IMG_8931We picnicked on the tailgate of Roy’s pickup, and when we were done hiking, we did some target shooting. “Shooting makes a bad day good and a good day better,” Roy said. Though, it hardly needed improving – Friends and family, God’s good and glorious creation, a sturdy camera, a picnic in the open air, and the sight of a small herd of antelope hightailing it across the prairie – And, yes, firing a few rounds at some makeshift targets.

A good day. A very good day.

Laura Elizabeth



Findings | Winter Pods

The subtle beauty of winter.

Little treasures on a winter walk.

Laura Elizabeth

A little bit of springtime

IMG_7367The first little bit of springtime waked to the world on our windowsill – A beautiful paperwhite, a species of narcissus. My aunt gave the bulbs as Christmas gifts to the families, and ours bloomed, less than a month after Christmas. Springtime is just around the corner!

IMG_7294.1In the middle of January, a 50-degree day is a more than welcome excuse to spend time outdoors. Then again, a 10-degree day with snow is a more than welcome excuse to spend time outdoors. But the blue sky, the warm sun, and the little bit of springtime are irresistible and delicious.

IMG_7176.1We’ve been working hard getting the Miner’s Cabin closer to inhabitable, and week by week, we make progress. The electical was looked at by my dad, Jess’s fiance, and some knowledgeable men from our church, so we’ve been okayed on that. Dad maintenanced the wood stove and we have raided the woodshed up at Grandma’s house multiple times. That old Miner’s Cabin is already becoming a cozy place to spend an afternoon or evening. Nothing warms like a wood fire, that’s for sure.

IMG_7217.1The fire was hardly needed yesterday morning, and before I got the cabin warmed up, it was warmer outside than in. Kashka, the black kitten, found her favorite sunny spot on the porch on top of a pile of old rugs. She basked as only a cat can. What a life a cat leads.

IMG_7321.1Finally, after lunch, Sarah and I set aside whatever we were working on and determined to enjoy the beautiful weather. We love to just start walking, finding ravines we’ve never walked through before, searching out the unseen. Sometimes the very process of seeing the connection between known places has the allure of fresh discovery. We headed towards the highway, stopping to marvel at lichens, old dead trees, pine burls, and other secrets of the winter.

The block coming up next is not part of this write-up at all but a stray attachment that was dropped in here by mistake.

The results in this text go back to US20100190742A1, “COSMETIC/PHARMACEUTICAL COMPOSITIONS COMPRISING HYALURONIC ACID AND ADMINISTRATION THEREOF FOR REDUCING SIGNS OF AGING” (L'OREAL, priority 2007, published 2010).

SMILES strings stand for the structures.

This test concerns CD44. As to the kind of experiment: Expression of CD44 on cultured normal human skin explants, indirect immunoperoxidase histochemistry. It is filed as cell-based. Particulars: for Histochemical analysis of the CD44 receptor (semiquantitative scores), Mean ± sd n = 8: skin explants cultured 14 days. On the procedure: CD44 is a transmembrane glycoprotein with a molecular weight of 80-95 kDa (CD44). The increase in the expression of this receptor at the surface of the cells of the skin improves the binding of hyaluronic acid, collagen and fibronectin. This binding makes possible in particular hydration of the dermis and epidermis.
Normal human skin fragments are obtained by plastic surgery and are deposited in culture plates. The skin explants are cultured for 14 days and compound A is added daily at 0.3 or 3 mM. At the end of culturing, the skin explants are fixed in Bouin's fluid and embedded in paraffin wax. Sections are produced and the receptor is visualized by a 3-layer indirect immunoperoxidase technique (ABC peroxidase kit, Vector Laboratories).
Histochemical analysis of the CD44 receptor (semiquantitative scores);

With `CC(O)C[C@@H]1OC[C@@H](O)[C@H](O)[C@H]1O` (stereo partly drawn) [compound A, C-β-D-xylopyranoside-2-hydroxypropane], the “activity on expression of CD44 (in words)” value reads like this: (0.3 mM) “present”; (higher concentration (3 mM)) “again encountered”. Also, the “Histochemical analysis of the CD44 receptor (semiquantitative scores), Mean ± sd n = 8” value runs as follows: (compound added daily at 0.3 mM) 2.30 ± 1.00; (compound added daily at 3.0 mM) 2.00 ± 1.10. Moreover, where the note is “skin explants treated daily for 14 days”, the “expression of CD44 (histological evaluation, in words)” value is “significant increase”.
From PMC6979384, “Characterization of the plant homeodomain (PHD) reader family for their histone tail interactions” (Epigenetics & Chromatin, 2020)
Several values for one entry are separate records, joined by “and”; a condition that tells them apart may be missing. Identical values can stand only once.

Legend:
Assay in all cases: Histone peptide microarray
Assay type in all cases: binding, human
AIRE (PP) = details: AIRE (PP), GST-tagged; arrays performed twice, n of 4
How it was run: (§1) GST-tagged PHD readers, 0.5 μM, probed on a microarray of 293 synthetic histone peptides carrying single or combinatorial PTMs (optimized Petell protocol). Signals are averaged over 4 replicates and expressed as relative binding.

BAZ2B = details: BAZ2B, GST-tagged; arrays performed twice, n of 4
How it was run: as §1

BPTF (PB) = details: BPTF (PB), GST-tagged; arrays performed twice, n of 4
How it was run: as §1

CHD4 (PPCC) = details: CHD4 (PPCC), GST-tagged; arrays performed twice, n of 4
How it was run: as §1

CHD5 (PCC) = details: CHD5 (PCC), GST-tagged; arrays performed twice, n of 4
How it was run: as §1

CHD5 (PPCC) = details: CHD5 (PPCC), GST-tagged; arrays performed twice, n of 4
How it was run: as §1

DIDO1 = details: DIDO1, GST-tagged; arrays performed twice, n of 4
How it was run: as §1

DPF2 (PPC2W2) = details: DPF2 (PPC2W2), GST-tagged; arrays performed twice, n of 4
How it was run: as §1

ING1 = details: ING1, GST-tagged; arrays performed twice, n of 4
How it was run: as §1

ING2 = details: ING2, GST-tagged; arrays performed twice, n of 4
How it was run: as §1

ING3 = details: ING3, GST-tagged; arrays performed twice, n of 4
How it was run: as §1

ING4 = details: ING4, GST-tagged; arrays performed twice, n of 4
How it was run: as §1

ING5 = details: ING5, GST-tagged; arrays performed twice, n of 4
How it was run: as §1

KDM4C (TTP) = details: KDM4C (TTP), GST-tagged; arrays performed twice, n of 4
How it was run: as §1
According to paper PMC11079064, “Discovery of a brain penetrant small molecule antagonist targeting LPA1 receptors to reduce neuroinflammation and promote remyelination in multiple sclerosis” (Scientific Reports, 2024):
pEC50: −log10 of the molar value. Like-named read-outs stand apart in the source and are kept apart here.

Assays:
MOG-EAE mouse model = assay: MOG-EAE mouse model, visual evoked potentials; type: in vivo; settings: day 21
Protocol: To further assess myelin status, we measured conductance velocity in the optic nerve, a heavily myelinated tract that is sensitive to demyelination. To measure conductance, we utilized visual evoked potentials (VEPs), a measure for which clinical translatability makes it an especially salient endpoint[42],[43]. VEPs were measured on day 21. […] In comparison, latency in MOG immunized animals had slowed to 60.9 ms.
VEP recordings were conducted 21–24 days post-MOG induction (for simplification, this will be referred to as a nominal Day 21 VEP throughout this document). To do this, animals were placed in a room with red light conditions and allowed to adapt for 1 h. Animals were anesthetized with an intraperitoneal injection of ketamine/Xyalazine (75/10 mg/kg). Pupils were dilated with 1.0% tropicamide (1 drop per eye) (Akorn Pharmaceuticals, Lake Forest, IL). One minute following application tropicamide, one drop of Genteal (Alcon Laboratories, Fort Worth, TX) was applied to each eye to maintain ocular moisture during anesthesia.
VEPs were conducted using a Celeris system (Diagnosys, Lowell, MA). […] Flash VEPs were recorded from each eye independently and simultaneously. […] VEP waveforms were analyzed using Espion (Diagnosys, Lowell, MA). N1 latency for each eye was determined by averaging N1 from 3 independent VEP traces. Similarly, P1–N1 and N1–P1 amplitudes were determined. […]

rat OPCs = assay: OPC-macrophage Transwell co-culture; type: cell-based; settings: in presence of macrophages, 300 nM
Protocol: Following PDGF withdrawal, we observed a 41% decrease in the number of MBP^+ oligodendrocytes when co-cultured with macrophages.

IMG_7339.1When we got to the highway, our property runs down into a little hollow and when a person stands in the bottom of this hollow, the highway is fifteen or twenty feet above. In this hollow, we found a culvert we’d never seen before, with barbed wire over it to keep cows from getting through to the other side. We climbed under, of course, and clambered through the culvert. It is a good sized culvert, big enough to walk through it, bent over.

IMG_7332It was mostly dry, but snowmelt had left a few inches of water in one half of it. We could hear trucks and cars going overhead occasionally, and when we came out on the other side near the Firehouse, we sheepishly and with great amusement saw our mail lady delivering mail at a cluster of mailboxes on the highway. No idea if she saw us or not, but culvert crawling isn’t exactly a “normal” activity that post-highschool young ladies participate in, I suppose. But I find more appeal in culvert crawling than a what the culture expects that young ladies (or young men, for that matter) are to enjoy.

It was wonderful to be out-of-doors, not hampered by scarves, coats, long underwear, mittens, and heavy boots. It was wonderful to taste the sweet air, to smell the savory earth, and to breathe deep of the first little bit of springtime.

Before we know it, winter will be just a memory.

Laura Elizabeth